Scimitar-horned oryx have been reintroduced in Chad and are now beginning to breed in the wild. Similar reintroductions in protected areas of Tunisia started in 1985 with 10 animals from Marwell and Edinburgh zoos. In 1999 and 2007 Marwell co-ordinated the release of scimitar-horned oryx in three more protected areas within their historic range.

What other plans do you have?
We have lots of plans for the zoo and the work we do overseas. Underlying all our work is a very clear mission to support biodiversity, encourage sustainability and connect people to the nature around them.

Sharing our knowledge is vital to engage others in our sustainable journey. We’ve reached audiences worldwide and engage with tens of thousands of children and young people through our education programmes.

We know there’s still more we can do and we’re always looking at new ways of working, of conserving natural resources and of helping wildlife to thrive, even when the odds are stacked against it.

The world needs us all to be more ambitious – not just achieving but surpassing carbon neutrality; not just saving but having a vision for thriving wildlife; not just being economic with resources but making better use of them.

Animal waste is now being converted into energy at Marwell Credit: Photo: Jason Brown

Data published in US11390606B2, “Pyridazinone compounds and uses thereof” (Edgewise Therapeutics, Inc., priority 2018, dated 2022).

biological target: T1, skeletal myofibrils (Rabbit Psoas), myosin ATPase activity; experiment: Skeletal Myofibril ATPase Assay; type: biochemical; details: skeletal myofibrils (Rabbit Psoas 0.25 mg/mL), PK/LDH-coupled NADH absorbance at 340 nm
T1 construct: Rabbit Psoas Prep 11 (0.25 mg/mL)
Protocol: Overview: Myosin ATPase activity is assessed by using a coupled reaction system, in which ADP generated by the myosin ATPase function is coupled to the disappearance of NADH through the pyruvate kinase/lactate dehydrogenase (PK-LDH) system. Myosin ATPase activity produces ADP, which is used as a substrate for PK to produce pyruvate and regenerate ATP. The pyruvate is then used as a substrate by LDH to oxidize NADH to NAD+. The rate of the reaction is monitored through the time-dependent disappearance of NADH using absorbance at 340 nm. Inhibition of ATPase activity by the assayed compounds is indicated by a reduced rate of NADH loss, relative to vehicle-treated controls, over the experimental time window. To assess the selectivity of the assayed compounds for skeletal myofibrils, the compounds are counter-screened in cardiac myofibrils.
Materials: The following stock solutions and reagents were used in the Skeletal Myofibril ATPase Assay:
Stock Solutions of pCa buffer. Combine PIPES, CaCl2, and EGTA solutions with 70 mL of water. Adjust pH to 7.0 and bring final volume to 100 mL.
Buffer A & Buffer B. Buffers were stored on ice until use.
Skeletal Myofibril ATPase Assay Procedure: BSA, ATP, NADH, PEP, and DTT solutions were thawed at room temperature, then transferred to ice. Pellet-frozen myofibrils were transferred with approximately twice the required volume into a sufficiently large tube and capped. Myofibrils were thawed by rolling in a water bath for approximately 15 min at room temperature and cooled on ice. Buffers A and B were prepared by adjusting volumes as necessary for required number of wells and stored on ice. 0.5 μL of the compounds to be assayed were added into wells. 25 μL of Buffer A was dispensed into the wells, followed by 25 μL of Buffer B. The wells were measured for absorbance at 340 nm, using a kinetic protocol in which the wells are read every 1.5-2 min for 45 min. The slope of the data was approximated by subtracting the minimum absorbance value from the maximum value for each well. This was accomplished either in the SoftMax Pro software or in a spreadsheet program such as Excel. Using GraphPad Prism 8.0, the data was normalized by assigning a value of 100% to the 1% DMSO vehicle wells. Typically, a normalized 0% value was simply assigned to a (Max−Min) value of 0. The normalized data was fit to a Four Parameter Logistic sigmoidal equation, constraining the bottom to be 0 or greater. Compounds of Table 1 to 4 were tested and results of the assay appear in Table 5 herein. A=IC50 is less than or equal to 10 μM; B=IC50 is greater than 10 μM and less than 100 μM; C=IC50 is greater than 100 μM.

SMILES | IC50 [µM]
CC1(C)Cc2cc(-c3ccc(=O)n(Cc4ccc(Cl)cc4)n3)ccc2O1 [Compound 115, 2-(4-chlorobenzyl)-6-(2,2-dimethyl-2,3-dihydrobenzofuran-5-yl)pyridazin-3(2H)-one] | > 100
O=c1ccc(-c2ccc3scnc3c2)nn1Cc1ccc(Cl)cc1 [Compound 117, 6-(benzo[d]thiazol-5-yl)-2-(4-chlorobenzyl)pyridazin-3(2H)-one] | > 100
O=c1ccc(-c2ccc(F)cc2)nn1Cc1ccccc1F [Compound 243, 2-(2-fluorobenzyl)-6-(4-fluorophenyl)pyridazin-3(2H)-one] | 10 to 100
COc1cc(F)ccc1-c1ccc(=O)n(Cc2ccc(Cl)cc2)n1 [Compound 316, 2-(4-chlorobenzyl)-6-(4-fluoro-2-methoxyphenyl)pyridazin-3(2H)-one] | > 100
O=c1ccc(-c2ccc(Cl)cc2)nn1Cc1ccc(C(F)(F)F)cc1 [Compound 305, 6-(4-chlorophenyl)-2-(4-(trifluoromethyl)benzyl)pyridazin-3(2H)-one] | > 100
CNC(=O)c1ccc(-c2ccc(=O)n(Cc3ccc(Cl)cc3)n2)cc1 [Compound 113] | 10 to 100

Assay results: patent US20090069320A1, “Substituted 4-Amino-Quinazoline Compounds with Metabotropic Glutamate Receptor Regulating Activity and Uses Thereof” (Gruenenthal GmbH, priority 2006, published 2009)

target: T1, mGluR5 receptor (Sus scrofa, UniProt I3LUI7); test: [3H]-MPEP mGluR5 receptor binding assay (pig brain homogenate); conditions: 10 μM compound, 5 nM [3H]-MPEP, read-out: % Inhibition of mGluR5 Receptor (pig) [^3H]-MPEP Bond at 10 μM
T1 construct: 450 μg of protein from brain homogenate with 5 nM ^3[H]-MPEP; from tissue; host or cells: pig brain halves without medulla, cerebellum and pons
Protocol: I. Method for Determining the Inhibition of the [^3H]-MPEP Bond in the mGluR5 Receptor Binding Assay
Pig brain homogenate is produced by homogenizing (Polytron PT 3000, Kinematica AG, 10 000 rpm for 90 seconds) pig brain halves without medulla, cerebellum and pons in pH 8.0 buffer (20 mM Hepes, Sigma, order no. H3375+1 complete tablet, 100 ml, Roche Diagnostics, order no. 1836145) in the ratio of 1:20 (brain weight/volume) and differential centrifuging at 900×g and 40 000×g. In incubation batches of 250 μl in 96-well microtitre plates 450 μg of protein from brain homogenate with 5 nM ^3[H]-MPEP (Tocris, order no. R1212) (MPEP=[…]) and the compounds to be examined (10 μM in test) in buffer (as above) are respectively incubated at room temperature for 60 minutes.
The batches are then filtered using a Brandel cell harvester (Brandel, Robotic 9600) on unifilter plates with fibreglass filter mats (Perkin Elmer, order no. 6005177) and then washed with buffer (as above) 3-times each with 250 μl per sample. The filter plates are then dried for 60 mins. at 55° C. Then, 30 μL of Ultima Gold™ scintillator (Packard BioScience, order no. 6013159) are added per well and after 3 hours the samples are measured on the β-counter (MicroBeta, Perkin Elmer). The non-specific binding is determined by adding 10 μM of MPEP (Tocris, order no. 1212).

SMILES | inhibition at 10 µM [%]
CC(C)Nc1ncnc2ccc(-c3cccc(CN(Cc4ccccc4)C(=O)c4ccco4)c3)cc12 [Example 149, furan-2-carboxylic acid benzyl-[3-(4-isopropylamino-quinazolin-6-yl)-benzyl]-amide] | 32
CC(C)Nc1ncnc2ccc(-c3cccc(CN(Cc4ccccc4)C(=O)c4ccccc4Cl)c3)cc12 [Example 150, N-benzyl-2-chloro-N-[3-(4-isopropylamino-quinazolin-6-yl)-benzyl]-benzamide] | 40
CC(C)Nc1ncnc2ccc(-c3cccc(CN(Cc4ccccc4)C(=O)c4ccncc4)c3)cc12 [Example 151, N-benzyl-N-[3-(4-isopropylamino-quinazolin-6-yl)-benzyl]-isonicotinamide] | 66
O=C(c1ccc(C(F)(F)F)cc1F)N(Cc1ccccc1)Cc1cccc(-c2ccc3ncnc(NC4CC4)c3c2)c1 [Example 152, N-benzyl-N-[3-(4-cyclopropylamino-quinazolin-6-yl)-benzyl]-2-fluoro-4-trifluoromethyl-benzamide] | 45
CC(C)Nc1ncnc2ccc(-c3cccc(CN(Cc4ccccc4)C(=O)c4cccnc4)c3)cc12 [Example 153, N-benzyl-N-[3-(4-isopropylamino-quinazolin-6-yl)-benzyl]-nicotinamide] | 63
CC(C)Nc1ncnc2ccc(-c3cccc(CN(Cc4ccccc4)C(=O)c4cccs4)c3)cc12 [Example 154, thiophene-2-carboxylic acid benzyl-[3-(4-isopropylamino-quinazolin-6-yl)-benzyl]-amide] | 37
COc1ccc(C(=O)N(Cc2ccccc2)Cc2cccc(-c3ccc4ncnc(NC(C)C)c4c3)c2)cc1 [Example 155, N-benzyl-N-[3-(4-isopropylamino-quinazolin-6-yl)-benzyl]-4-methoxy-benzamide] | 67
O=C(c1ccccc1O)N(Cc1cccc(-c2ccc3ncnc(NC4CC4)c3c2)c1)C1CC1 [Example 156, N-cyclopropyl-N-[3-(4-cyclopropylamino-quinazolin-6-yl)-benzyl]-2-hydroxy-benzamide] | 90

The tropical house is totally self-sufficient for energy and water Credit: Photo: Jason Brown
Marwell has already reduced its carbon footprint by 77 per cent Credit: Photo: Paul Collins
Marwell is dedicated to a vision for thriving wildlife Credit: Photo: Jason Brown
Marwell has engaged thousands of children through its education programmes Credit: Photo: Paul Collins
Connecting people to nature is one of Marwell’s missions Credit: Photo: Paul Collins
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By combining lighting, video, scenic and architectural elements, sound and special effects we tell s [more...]
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Founded in 1966, the Antonio Zamperla SPA is privately owned by Mr Alberto Zamperla. Located in Vi [more...]
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There is no place like IAAPA Expo, it’s the place to take in the most exciting sights, smells, tastes, and sensations that will take your career and attraction to new heights! The excitement, energy and opportunity are palpable. [more...]
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Another year has passed, and we’re definitely happy with what we have accomplished in 2021! Find out more...
More videos:
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+ More videos  

CATALOGUE GALLERY
+ More catalogues  
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+ More directory  
DIARY

 

01-07 Dec 2022

World Leisure Congress 2022

tbc, Dunedin, New Zealand
05-07 Dec 2022

East Cape Futures

Hotel Palmas de Cortez, Los Barriles, Mexico
+ More diary  
 


ADVERTISE . CONTACT US

Leisure Media
Tel: +44 (0)1462 431385

©Cybertrek 2022

ABOUT LEISURE MEDIA
LEISURE MEDIA MAGAZINES
LEISURE MEDIA HANDBOOKS
LEISURE MEDIA WEBSITES
LEISURE MEDIA PRODUCT SEARCH
ATTRACTIONS MANAGEMENT NEWS
ATTRACTIONS HANDBOOK
PRINT SUBSCRIPTIONS
FREE DIGITAL SUBSCRIPTIONS